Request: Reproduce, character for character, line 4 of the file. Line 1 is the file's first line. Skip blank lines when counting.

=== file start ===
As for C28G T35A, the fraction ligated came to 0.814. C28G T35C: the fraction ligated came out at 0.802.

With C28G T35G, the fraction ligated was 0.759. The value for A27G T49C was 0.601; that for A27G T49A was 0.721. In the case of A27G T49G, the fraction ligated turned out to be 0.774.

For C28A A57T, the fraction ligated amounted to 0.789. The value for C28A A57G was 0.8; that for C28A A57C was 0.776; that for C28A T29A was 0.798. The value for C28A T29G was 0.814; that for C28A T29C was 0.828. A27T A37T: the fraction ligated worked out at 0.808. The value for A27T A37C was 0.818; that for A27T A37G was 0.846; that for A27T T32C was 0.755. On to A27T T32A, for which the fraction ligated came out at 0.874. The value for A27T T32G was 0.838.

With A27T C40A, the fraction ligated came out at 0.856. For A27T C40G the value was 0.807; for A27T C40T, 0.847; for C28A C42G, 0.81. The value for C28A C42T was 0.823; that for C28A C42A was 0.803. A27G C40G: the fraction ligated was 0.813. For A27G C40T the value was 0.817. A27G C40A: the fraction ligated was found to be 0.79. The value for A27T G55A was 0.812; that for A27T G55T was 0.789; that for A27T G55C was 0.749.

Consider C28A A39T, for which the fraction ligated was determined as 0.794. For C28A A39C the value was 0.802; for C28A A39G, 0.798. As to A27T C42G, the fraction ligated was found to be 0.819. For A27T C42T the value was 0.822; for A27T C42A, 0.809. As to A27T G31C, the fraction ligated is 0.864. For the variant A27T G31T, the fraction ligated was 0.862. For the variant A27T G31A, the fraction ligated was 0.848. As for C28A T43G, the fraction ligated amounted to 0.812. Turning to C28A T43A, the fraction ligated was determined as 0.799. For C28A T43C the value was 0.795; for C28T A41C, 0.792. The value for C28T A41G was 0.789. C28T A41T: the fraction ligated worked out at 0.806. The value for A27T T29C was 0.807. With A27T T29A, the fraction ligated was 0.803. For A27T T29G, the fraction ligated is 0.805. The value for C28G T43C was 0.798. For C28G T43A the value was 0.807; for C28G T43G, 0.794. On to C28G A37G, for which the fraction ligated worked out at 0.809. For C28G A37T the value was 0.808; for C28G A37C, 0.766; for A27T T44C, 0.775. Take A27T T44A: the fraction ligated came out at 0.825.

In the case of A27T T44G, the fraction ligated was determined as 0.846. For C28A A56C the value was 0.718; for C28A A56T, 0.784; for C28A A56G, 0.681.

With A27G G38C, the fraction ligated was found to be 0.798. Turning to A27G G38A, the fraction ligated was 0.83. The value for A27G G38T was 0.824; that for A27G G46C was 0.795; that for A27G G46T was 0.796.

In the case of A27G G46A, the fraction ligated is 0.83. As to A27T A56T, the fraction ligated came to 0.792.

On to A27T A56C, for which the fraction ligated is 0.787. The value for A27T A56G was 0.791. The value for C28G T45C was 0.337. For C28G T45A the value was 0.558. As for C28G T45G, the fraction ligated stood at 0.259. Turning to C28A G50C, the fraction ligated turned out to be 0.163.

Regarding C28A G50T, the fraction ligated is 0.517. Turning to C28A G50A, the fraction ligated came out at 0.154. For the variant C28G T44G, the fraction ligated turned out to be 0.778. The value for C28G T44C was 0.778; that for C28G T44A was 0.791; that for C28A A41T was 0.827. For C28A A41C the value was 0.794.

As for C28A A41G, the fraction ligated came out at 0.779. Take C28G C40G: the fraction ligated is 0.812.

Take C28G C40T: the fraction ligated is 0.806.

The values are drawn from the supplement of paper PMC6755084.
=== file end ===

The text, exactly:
With A27T C40A, the fraction ligated came out at 0.856. For A27T C40G the value was 0.807; for A27T C40T, 0.847; for C28A C42G, 0.81. The value for C28A C42T was 0.823; that for C28A C42A was 0.803. A27G C40G: the fraction ligated was 0.813. For A27G C40T the value was 0.817. A27G C40A: the fraction ligated was found to be 0.79. The value for A27T G55A was 0.812; that for A27T G55T was 0.789; that for A27T G55C was 0.749.